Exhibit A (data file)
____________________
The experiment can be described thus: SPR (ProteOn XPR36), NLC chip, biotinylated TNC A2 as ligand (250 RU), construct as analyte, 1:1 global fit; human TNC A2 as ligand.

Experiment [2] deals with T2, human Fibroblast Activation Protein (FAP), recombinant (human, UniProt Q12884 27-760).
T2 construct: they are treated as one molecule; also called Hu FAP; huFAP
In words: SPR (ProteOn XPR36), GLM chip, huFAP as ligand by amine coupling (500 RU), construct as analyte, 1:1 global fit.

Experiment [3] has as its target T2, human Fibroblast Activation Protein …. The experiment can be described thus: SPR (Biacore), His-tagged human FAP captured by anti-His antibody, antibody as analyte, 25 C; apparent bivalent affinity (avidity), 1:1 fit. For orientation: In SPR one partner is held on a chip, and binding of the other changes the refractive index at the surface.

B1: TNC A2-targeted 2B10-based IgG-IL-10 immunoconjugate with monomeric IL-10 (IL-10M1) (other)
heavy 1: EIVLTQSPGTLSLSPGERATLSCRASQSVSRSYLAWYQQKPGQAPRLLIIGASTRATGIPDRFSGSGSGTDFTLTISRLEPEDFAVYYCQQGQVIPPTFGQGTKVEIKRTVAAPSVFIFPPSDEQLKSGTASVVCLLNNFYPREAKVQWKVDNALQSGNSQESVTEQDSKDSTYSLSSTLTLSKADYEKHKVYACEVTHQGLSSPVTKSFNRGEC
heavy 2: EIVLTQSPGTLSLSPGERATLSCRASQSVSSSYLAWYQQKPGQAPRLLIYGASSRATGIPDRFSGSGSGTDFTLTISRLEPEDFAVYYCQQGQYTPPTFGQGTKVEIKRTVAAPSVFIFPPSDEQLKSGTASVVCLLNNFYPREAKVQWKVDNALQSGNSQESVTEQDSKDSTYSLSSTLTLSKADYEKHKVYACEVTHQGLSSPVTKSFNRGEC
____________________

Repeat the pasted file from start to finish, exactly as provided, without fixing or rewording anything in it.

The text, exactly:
The experiment can be described thus: SPR (ProteOn XPR36), NLC chip, biotinylated TNC A2 as ligand (250 RU), construct as analyte, 1:1 global fit; human TNC A2 as ligand.

Experiment [2] deals with T2, human Fibroblast Activation Protein (FAP), recombinant (human, UniProt Q12884 27-760).
T2 construct: they are treated as one molecule; also called Hu FAP; huFAP
In words: SPR (ProteOn XPR36), GLM chip, huFAP as ligand by amine coupling (500 RU), construct as analyte, 1:1 global fit.

Experiment [3] has as its target T2, human Fibroblast Activation Protein …. The experiment can be described thus: SPR (Biacore), His-tagged human FAP captured by anti-His antibody, antibody as analyte, 25 C; apparent bivalent affinity (avidity), 1:1 fit. For orientation: In SPR one partner is held on a chip, and binding of the other changes the refractive index at the surface.

B1: TNC A2-targeted 2B10-based IgG-IL-10 immunoconjugate with monomeric IL-10 (IL-10M1) (other)
heavy 1: EIVLTQSPGTLSLSPGERATLSCRASQSVSRSYLAWYQQKPGQAPRLLIIGASTRATGIPDRFSGSGSGTDFTLTISRLEPEDFAVYYCQQGQVIPPTFGQGTKVEIKRTVAAPSVFIFPPSDEQLKSGTASVVCLLNNFYPREAKVQWKVDNALQSGNSQESVTEQDSKDSTYSLSSTLTLSKADYEKHKVYACEVTHQGLSSPVTKSFNRGEC
heavy 2: EIVLTQSPGTLSLSPGERATLSCRASQSVSSSYLAWYQQKPGQAPRLLIYGASSRATGIPDRFSGSGSGTDFTLTISRLEPEDFAVYYCQQGQYTPPTFGQGTKVEIKRTVAAPSVFIFPPSDEQLKSGTASVVCLLNNFYPREAKVQWKVDNALQSGNSQESVTEQDSKDSTYSLSSTLTLSKADYEKHKVYACEVTHQGLSSPVTKSFNRGEC